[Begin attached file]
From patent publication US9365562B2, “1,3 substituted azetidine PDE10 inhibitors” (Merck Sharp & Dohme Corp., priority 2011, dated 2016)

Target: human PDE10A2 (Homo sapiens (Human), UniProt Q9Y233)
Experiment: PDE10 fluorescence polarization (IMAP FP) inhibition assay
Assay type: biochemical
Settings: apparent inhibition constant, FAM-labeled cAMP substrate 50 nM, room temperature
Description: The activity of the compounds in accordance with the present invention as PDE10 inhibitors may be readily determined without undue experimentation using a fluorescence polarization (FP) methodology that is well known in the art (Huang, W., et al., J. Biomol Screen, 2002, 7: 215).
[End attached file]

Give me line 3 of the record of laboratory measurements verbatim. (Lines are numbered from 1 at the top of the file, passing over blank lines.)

Experiment: PDE10 fluorescence polarization (IMAP FP) inhibition assay